Co-venture shows the potential of broadband over copper networks
Alcatel-Lucent and Telekom Austria Group report that they have completed the world's first trial of new technology enabling ultra-fast broadband over existing copper networks, delivering speeds faster than 1 Gbps and demonstrating copper's potential in next-generation broadband access.
A press release said that Alcatel-Lucent and A1, the Austrian subsidiary of Telekom Austria Group, held the world's first trial of an innovation from Alcatel-Lucent's Bell Labs called G.fast, which uses a wide frequency band to achieve very high speeds on copper lines over very short distances. G.fast, it said, is intended for typical applications of 500 Mbps speeds at 100 meters or less. Under laboratory conditions, Alcatel-Lucent achieved 1.3 Gbps over 70 meters, "making G.fast a promising option for service providers to complement their fiber deployments," it said.
In any fiber-to-the-home project, the release said, a substantial part of the cost-per-subscriber is in the last few meters between the nearest network cabinet and the home. "These costs can be avoided by using G.fast over the existing copper telephone line, rather than having to dig up roads or private property to install new fiber," it said. The key,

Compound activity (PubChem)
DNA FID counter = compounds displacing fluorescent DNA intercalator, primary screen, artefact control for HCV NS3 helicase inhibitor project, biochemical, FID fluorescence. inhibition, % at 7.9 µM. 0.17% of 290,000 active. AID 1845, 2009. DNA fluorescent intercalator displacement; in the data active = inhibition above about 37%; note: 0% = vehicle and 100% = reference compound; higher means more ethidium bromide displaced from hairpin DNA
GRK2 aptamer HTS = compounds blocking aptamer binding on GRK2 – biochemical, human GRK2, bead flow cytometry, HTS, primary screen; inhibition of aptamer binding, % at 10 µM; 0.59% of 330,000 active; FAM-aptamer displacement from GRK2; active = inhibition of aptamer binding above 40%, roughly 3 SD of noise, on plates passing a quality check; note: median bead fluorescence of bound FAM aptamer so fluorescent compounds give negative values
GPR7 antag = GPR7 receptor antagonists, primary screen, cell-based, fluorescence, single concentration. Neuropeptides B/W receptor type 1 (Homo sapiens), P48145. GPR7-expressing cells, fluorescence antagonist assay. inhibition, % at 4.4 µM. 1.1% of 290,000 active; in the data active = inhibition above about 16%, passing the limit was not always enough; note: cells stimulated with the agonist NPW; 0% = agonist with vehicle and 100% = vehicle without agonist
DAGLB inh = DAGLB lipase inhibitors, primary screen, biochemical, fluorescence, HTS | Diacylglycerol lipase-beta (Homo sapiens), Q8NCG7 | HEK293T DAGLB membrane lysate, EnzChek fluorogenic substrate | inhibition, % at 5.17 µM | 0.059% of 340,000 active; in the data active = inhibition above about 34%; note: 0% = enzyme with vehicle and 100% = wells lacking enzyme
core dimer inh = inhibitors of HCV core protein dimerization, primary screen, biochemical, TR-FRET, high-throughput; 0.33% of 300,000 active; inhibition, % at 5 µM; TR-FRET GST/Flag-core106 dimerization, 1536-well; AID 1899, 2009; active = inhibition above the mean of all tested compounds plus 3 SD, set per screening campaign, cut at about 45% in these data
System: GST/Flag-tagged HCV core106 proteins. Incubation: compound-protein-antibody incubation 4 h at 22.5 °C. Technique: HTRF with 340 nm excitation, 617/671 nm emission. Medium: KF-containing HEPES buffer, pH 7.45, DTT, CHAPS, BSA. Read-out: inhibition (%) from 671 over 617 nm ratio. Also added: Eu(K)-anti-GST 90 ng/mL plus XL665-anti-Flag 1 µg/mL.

it said, is Bell Labs vectoring technology that removes crosstalk, stabilizes transmission quality and enables the technology to perform to its full potential.
The release said that on older unshielded cables, typical of most in-building cabling in Austria, the trial achieved speeds of 500 Mbps over 100 meters on a single line, noting that when a second line was introduced, creating crosstalk between the two, the G.fast speed fell to only 60 Mbps. Through vectoring, the crosstalk was removed, allowing speeds back up to 500 Mbps over 100 m, it said, noting that G.fast, which is not yet standardized, will not be commercially available for several years.